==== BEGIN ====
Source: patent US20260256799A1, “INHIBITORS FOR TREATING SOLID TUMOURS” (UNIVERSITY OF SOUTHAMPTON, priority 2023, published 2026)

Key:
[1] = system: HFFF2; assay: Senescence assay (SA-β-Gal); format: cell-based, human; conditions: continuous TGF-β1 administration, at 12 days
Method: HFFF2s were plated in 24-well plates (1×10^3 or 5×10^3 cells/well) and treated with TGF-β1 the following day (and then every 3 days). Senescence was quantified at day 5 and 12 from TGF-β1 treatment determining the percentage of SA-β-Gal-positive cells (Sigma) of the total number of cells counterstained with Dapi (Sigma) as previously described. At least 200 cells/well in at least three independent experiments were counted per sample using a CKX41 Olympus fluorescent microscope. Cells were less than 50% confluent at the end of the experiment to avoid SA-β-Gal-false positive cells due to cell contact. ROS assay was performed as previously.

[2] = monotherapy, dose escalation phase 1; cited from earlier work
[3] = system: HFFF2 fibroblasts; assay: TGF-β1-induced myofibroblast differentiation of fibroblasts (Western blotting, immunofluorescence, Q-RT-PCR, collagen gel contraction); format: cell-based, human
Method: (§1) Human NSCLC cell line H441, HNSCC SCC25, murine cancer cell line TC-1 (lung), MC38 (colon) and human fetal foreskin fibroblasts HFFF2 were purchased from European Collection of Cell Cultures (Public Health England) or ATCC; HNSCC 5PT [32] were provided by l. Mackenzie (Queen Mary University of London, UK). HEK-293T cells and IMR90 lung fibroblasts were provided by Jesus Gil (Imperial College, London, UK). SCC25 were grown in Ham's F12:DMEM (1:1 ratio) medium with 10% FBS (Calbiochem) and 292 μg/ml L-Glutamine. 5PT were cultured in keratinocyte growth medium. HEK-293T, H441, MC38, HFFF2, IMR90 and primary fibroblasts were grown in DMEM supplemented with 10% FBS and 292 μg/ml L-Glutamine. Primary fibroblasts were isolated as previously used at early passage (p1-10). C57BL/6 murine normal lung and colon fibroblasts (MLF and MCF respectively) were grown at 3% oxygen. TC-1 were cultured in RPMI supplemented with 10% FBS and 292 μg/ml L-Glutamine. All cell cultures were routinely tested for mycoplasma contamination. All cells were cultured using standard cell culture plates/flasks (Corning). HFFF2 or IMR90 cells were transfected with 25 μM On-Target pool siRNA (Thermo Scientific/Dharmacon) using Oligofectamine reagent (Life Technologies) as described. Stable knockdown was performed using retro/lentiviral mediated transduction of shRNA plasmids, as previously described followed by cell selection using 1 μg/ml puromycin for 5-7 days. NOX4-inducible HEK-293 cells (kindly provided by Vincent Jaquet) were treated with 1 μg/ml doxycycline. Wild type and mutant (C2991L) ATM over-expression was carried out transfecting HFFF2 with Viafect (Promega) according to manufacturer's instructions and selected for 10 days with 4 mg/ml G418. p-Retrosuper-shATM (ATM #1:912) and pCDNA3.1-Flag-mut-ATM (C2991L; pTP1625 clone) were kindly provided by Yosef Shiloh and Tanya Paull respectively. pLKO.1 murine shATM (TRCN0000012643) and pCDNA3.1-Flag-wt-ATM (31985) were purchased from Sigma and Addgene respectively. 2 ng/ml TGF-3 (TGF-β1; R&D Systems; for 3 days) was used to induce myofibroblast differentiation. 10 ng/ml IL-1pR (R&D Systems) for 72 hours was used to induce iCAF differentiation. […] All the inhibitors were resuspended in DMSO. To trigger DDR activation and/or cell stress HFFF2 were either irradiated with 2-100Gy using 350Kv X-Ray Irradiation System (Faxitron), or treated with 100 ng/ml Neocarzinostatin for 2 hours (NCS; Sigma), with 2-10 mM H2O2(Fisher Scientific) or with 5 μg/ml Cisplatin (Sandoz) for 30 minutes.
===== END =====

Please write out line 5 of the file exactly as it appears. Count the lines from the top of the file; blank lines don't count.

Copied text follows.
[2] = monotherapy, dose escalation phase 1; cited from earlier work